The New Yorker, wielding an ax, advanced. Remember Baker, cousin to Ira and Ethan Allen, stood his ground. It was late September of 1772. The ground was the fertile Winooski river valley, between New York and New Hampshire, near Lake Champlain, where competing land grants had not yet been settled, where it was not yet Vermont. The New Yorker was one Captain Stephens, a land surveyor. Land surveying in those days was a lively occupation. Stephens had four armed New Yorkers and ten Native Americans with him. Remember Baker’s party numbered seven. New York claimed this land, and so did that “shapeless blob who ruled the colony of New Hampshire,” His Excellency Benning Wentworth. The Green Mountain Boys were taking advantage of the situation, using New Hampshire’s grants to usurp New York’s authority. They had earlier taken prisoner two of Stephen’s men. Ira was there, armed with a pistol.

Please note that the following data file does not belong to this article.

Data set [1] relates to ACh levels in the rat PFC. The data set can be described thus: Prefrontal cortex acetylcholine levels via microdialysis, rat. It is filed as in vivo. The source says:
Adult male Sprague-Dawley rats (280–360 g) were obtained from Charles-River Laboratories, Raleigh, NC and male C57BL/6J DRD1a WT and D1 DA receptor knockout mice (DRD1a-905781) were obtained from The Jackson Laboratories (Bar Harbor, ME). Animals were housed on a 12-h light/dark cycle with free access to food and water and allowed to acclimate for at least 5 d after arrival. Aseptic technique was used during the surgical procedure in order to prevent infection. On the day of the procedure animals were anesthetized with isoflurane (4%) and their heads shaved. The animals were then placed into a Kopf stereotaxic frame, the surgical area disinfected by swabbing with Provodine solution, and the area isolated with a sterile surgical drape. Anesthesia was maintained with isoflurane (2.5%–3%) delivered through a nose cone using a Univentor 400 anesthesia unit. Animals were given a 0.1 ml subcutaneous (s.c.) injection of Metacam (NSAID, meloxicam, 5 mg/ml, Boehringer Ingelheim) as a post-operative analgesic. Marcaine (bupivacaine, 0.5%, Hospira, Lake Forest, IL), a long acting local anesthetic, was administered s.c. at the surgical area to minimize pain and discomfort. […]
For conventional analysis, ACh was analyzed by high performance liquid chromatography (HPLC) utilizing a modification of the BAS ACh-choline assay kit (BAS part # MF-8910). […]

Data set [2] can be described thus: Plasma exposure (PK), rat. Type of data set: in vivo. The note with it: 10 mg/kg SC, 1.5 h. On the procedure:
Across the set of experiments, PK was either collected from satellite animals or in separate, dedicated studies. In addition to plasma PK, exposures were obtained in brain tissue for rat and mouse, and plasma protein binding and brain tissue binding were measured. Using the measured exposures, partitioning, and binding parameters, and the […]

Instead of resisting, Baker opened his shirt, bared his chest, and encouraged Stevens to start chopping—if he dared.
“Why are my men tied?” demanded Stevens.
“It’s my pleasure,” Baker said. Stevens looked around. He could see down the barrel of the one gun Allen’s men had. Perhaps he would spare Baker—for the moment, at least. He drew a scalping knife and started for the place where the men were tied but had taken only a few steps when Allen pulled his pistol.
“Take one step further or touch the pistols in your pocket,” Ira warned, “and your portion is death.” Stevens blanched. At the bank his men were getting ready to launch an attack. Allen turned his head to one of his men, Vanornam, who could speak Indian. “Tell the Indians they and we are brothers. They are welcome to hunt on our lands when they please. Tell them this is a land quarrel that’s no concern of theirs.” In the colorful tongue that Vanornam had learned when a prisoner of the Indians, he started to speak. The Indians hesitated, held a brief conference, then jumped into their canoes and paddled away. The coup made prisoners of Stevens and his men. He capitulated.